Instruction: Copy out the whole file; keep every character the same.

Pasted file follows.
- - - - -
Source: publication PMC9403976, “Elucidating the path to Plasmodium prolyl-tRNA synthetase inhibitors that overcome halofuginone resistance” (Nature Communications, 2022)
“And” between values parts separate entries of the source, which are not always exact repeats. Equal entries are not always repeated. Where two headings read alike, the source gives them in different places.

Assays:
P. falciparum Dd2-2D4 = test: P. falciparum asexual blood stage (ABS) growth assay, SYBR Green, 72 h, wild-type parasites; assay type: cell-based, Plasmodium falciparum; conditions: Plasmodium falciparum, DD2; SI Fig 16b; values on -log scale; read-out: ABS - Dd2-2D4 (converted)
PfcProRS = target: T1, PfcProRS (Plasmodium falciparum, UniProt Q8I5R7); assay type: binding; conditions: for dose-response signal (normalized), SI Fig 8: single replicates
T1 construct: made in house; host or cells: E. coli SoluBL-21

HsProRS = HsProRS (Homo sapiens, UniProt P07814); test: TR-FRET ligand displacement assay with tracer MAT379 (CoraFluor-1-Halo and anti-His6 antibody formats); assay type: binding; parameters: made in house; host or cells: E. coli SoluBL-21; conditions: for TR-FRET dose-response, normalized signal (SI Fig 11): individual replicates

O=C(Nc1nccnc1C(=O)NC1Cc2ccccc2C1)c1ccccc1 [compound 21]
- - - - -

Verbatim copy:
Source: publication PMC9403976, “Elucidating the path to Plasmodium prolyl-tRNA synthetase inhibitors that overcome halofuginone resistance” (Nature Communications, 2022)
“And” between values parts separate entries of the source, which are not always exact repeats. Equal entries are not always repeated. Where two headings read alike, the source gives them in different places.

Assays:
P. falciparum Dd2-2D4 = test: P. falciparum asexual blood stage (ABS) growth assay, SYBR Green, 72 h, wild-type parasites; assay type: cell-based, Plasmodium falciparum; conditions: Plasmodium falciparum, DD2; SI Fig 16b; values on -log scale; read-out: ABS - Dd2-2D4 (converted)
PfcProRS = target: T1, PfcProRS (Plasmodium falciparum, UniProt Q8I5R7); assay type: binding; conditions: for dose-response signal (normalized), SI Fig 8: single replicates
T1 construct: made in house; host or cells: E. coli SoluBL-21

HsProRS = HsProRS (Homo sapiens, UniProt P07814); test: TR-FRET ligand displacement assay with tracer MAT379 (CoraFluor-1-Halo and anti-His6 antibody formats); assay type: binding; parameters: made in house; host or cells: E. coli SoluBL-21; conditions: for TR-FRET dose-response, normalized signal (SI Fig 11): individual replicates

O=C(Nc1nccnc1C(=O)NC1Cc2ccccc2C1)c1ccccc1 [compound 21]